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I've been tinkering with python for quite a while but have never taken on a challenge like this - I'm trying to write a collectd plugin to scrape metrics from prometheus endpoints.

My goals are to make it as stable as possible - i'd like to put this into production when i am happy with it. There are a couple of items that i haven't figured out yet (summary and histogram familytypes), so if anyone has any suggestions about how to do that, i would be very appreciative. As well as this, i am trying to be a pythonic as possible, but i am 100% self taught, so my code is probably all over the place.

I'm interested in any form of feedback, even if it means i need to go learn/un-learm some more stuff :)

import platform
import collectd
from prometheus_client.parser import text_string_to_metric_families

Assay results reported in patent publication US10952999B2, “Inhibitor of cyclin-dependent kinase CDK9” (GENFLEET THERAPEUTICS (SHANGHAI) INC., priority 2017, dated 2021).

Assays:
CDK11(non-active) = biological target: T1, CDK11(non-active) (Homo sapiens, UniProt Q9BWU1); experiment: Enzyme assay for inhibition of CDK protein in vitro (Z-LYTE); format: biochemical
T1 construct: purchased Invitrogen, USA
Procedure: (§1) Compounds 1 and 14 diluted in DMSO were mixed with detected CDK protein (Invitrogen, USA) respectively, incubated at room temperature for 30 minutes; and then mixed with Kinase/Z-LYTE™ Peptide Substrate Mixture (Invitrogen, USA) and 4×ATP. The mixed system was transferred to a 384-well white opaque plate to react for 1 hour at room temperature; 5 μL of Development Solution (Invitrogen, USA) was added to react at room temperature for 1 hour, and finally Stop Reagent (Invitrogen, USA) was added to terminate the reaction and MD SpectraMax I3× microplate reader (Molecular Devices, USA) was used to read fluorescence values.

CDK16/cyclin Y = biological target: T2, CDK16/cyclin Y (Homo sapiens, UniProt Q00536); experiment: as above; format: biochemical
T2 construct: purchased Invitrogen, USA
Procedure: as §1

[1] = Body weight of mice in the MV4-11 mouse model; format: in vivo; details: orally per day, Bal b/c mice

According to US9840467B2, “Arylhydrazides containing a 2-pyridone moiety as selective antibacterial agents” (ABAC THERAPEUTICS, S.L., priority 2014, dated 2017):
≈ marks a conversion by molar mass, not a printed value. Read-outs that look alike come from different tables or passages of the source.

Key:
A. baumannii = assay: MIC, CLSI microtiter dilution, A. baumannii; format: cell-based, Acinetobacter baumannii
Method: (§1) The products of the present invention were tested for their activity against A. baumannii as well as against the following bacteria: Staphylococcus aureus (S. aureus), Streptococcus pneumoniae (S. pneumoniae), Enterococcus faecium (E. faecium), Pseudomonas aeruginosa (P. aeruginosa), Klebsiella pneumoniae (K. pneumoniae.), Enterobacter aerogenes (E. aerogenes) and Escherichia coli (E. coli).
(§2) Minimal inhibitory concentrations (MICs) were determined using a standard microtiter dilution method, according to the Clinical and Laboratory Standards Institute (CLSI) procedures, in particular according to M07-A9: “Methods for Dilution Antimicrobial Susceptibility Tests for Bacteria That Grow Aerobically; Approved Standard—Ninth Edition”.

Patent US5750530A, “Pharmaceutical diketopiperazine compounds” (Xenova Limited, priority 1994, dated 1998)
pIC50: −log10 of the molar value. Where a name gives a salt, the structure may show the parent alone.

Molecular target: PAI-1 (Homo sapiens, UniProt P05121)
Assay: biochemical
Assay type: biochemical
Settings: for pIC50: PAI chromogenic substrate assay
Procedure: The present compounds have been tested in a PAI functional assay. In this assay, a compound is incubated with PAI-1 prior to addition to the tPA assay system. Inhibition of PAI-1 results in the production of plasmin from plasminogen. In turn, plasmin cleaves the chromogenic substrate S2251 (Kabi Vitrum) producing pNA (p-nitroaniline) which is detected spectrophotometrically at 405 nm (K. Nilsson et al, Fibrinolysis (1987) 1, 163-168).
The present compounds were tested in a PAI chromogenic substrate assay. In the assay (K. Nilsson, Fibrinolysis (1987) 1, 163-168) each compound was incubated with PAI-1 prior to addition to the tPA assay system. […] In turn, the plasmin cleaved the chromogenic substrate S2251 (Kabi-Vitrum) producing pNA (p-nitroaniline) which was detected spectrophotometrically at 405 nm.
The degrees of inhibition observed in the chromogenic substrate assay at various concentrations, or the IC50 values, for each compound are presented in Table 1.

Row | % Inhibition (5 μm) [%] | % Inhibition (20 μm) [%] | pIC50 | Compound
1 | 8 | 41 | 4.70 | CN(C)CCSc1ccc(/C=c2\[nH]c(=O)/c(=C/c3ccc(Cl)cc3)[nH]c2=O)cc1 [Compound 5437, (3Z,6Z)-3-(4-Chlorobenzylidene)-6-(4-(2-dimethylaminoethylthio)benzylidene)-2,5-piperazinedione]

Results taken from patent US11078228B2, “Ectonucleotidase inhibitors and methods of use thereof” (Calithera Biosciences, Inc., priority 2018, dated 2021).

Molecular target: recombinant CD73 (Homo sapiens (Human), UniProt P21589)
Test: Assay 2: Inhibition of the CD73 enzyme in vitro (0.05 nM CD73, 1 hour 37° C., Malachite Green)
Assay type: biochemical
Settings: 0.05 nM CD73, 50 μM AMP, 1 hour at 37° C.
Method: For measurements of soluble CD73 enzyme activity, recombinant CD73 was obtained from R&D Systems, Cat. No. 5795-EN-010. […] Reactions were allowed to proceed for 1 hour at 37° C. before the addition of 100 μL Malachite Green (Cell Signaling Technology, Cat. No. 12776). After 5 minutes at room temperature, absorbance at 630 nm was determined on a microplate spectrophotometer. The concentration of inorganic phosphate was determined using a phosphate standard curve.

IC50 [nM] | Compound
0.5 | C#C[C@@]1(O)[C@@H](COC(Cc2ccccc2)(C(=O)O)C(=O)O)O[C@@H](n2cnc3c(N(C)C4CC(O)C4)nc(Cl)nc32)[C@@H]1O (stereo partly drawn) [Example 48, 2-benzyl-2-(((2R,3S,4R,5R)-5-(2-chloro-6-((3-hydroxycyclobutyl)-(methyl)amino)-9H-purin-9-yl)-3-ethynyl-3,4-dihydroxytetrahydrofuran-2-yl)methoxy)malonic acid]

import requests

def config_func(config):
    endpoint_set = False
    endpoint_set = False
    interval = 60

    for node in config.children:
        key = node.key.lower()
        val = node.values[0]

        if key.lower() == 'endpoint':
            endpoint = val
            endpoint_set = True
        elif key.lower() == 'endpoint_name':
            endpoint_name = val
            endpoint_name_set = True
        elif key.lower() == 'interval':
            interval = val
        else:
            collectd.info(f'prometheus_scraper: Unknown config key "{key}"')


    if endpoint_set and endpoint_name_set:
        collectd.info(f'prometheus_scraper: python version {platform.python_version()}')
        collectd.info(f'prometheus_scraper: Using {endpoint} for {endpoint_name} on ')

        global ENDPOINT
        ENDPOINT = endpoint
        global ENDPOINT_NAME
        ENDPOINT_NAME = endpoint_name
        global INTERVAL
        INTERVAL = interval


def parse_func(metrics):

    for family in text_string_to_metric_families(metrics):
        for sample in family.samples: